Lee was born and raised in Denver, Colorado. From childhood, his interest in art was influenced by his close family members: his mother was an avid pencil artist while his grandfather built model cars from wood. Impressively, he did this not from a kit, but from creating his own pieces and assembling them together (this was before plastic was a common material for modelers). Although his father was not very artistic, over the years he taught Lee how to work with his hands by having him help with all house- and automobile-related projects including construction, plumbing, electrical wiring, repairs, and maintenance.
Although Lee had a deep love for art, he was hesitant about pursuing it as a career (in part due to having been diagnosed with color-blindness since the first grade). Subsequently, Lee traveled down a different professional path working as a mechanical engineer. He discovered that mechanical engineering is similar to sculpting in many aspects: instead of shaping pieces in clay or wood, he created them on the computer. Utilizing this analogy, coupled with his talent for envisioning intricate objects in three dimensions, Lee has found great success in his career.
Lee’s interest in woodcarving was first aroused as a teenager when, during a trip to the mall, he came across a woodcarving exhibition. Intrigued by their work, he approached one of the artists and struck up a conversation about her pieces. She encouraged him buy a book, a block of wood and some tools to see if he would enjoy it. He did.
“The Old Man” was was his first wood carving project from that first book he purchased. Thirty-plus years later, he is still creating sculptures in wood but now they are not from a book. They directly relate to his life and his interests.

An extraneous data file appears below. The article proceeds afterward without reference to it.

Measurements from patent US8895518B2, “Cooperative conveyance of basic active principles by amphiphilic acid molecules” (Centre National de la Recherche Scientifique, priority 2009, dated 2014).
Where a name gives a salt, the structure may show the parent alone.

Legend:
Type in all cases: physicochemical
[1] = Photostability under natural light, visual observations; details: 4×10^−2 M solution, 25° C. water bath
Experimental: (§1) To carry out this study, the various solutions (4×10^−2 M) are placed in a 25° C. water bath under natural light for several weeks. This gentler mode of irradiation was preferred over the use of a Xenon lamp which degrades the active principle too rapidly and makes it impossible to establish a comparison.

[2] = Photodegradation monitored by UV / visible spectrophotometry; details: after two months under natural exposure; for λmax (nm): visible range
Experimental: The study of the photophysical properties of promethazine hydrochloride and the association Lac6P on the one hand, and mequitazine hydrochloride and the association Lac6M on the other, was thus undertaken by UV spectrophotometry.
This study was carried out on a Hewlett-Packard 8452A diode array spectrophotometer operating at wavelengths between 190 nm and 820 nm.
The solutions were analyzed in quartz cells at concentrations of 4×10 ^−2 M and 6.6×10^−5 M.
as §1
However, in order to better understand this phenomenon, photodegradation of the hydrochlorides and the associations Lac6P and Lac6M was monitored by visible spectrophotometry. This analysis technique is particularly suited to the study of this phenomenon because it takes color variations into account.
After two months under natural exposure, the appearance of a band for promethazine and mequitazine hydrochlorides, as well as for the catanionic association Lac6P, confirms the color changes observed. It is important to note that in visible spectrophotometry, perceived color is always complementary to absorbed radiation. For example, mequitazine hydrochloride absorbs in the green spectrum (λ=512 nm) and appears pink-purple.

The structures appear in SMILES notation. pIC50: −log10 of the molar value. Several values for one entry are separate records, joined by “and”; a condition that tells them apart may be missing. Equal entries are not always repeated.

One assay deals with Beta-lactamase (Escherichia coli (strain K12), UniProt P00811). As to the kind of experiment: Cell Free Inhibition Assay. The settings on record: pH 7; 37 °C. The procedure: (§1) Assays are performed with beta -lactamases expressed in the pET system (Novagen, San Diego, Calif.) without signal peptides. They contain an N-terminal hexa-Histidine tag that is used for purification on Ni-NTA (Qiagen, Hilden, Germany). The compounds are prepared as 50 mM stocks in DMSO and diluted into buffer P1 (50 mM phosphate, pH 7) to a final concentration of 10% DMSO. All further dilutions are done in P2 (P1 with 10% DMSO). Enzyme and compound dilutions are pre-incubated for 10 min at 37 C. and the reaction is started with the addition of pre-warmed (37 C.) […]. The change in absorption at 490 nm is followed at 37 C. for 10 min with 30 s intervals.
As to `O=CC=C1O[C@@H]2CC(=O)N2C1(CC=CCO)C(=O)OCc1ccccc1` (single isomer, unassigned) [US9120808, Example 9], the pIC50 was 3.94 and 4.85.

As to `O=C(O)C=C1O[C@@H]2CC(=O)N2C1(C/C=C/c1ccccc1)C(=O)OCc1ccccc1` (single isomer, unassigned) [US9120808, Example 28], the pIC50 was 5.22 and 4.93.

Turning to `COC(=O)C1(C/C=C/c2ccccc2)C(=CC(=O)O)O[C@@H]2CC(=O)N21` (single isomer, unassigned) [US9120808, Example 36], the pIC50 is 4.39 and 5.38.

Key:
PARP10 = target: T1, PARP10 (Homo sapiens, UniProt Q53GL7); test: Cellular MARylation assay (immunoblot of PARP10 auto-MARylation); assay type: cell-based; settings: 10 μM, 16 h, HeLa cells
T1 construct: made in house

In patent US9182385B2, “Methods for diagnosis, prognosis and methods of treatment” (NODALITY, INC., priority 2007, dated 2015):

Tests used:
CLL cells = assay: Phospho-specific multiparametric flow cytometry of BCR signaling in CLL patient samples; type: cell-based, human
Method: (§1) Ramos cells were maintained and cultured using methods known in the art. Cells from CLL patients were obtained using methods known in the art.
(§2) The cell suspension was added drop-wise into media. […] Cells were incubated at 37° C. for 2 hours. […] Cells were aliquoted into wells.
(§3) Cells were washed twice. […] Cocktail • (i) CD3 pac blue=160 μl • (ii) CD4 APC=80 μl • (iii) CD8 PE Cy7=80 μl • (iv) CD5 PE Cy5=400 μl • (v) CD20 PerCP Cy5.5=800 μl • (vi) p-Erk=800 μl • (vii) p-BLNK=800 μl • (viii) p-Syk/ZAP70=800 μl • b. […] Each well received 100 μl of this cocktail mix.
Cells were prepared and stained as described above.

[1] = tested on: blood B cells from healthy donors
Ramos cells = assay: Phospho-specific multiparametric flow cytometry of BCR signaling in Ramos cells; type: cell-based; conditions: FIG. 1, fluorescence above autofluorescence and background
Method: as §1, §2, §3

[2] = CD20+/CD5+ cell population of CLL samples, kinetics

Lee entered his first woodcarving show/contest with the pieces, “Harley Boy” and “The Epic Ride.” He entered himself in the intermediate division. “The Epic Ride” and “Harley Boy” took first and second place, respectively, in the realistic human group. Furthermore, “The Epic Ride” earned best of honors for the entire realistic category and best of show in the entire intermediate division. Not knowing what to expect when Lee first entered, naturally this came as an absolute complete surprise. In the next show Lee entered, the organizers decided to move him from the intermediate to the expert division (since he had received four ribbons at his first show). Lee entered “Surfs Up!” and won five awards for this piece: first place for realistic human group, best of realistic human group, best of realistic category, best of expert division, people’s choice, and best of show.
Lee has been carving wood in his spare time for over twenty years. He pushes himself to improve his technical skill and artistry through the ever-increasing complexity of each new piece. A self-taught artist, his only “training” has come exclusively through books and instructional videos on YouTube.
While woodcarving gives Lee the unique satisfaction of paying attention to the smallest detail and focusing with steady precision in relative isolation, his other interests afford him gratification on nearly the exact opposite end of the spectrum. An avid outdoorsman, Lee enjoys the exhilaration of riding downhill through wooded single tracks on his mountain bike, the boundless panoramic views while summiting Colorado’s many 14ers (mountains over 14,000 feet in elevation), and feeling the spray of water windsurfing. And having recently reunited himself with the adrenaline rush of carving through canyon roads on a sport bike, Lee is definitely not one to shy away from getting “NarLee” (gnarly).